Common Stereotypes About Children of Divorce

Navigating divorce is challenging, often compounded by societal stereotypes that judge individuals based on their marital status. These stereotypes perpetuate harmful assumptions and undermine individuals’ agency during this difficult period. It’s crucial to challenge these stereotypes and recognize the unique experiences within divorce, fostering empathy and support for individuals navigating this significant life transition.

When we talk about stereotypes of divorced children, we have to discuss how these stereotypes can not only harm a child in the short and long term but can stick with the child for many years to come. Furthermore, your child may find it challenging to see themselves as anything beyond that stereotype if they become aware that others judge and view them in that way. For that reason, I think it is important for you to understand the challenges for your family and especially for your children now that you are in the midst of a divorce or child custody case.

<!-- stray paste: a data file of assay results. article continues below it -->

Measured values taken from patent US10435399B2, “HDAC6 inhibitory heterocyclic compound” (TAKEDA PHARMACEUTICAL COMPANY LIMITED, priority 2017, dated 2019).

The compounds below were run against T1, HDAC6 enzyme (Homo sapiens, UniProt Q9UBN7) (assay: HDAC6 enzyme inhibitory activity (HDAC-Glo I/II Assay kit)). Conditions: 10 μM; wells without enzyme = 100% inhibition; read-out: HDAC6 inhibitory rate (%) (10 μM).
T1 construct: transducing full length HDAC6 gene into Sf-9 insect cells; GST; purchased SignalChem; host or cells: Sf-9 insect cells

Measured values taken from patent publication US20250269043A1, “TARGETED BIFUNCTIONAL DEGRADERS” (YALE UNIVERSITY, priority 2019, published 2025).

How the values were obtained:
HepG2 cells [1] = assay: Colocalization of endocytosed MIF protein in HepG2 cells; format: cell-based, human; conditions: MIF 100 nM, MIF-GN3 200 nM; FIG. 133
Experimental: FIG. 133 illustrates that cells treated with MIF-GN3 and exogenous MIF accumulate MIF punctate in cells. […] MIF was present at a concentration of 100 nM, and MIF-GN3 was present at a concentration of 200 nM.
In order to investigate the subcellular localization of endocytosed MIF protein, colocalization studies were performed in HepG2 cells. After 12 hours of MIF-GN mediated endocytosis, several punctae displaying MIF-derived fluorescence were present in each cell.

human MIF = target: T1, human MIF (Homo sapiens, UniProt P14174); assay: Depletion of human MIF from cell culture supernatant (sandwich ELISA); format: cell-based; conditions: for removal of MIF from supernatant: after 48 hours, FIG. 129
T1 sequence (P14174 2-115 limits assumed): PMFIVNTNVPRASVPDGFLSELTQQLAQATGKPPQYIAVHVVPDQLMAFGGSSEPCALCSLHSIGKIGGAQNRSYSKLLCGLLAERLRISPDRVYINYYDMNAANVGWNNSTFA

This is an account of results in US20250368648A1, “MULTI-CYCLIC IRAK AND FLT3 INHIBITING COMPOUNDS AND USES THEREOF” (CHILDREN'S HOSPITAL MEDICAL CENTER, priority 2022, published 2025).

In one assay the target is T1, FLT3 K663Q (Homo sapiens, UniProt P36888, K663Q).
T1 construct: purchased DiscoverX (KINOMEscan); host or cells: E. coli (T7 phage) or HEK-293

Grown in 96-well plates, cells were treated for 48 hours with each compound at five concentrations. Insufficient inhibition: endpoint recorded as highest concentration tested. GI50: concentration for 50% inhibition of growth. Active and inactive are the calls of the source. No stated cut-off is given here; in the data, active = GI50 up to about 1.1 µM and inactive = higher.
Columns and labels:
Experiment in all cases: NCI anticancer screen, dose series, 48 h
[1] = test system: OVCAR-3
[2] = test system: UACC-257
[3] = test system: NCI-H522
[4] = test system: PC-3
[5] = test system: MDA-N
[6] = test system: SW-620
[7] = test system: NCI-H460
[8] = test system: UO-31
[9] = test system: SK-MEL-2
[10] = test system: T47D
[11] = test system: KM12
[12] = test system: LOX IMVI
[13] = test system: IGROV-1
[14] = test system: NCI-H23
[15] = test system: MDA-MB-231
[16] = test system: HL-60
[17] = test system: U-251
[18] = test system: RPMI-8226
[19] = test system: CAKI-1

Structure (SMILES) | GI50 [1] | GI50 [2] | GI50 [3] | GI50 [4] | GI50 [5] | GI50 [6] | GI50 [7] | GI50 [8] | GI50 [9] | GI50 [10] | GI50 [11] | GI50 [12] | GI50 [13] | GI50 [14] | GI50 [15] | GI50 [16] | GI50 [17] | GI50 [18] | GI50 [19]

Common stereotype #1: the children have a favorite parent

This is probably a more common stereotype that you see parents show concern over versus other people. Suppose you have always had a close relationship with your children. One of the primary considerations you may face after divorce is whether you will maintain a strong relationship despite the challenges of raising children post-divorce. Among these challenges is avoiding problems with your child potentially choosing sides after divorce and picking one parent as their favorite or preferred parent. Whether or not this is likely for you or your family, I think you need to focus on what you can control about your child in your relationship with them.

During a divorce, prioritizing your children and ensuring they understand your alignment with their interests can be highly beneficial. This means that you should do everything possible to ensure that your child knows you are there for them and that their interests align with your own. Even if your children are young, they understand very well on an intuitive level where your interest lies in the divorce. If you are constantly making the case all about you, you will likely have some problems connecting with your child and rebuilding your relationship with them.

Parental alienation and maintaining relationships in divorce